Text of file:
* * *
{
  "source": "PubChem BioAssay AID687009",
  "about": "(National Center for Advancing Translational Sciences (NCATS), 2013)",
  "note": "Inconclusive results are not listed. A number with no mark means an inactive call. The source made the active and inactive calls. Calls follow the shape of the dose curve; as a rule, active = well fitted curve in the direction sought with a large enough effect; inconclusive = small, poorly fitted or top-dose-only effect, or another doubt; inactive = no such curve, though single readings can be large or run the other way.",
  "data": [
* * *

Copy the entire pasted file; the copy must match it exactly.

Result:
{
  "source": "PubChem BioAssay AID687009",
  "about": "(National Center for Advancing Translational Sciences (NCATS), 2013)",
  "note": "Inconclusive results are not listed. A number with no mark means an inactive call. The source made the active and inactive calls. Calls follow the shape of the dose curve; as a rule, active = well fitted curve in the direction sought with a large enough effect; inconclusive = small, poorly fitted or top-dose-only effect, or another doubt; inactive = no such curve, though single readings can be large or run the other way.",
  "data": [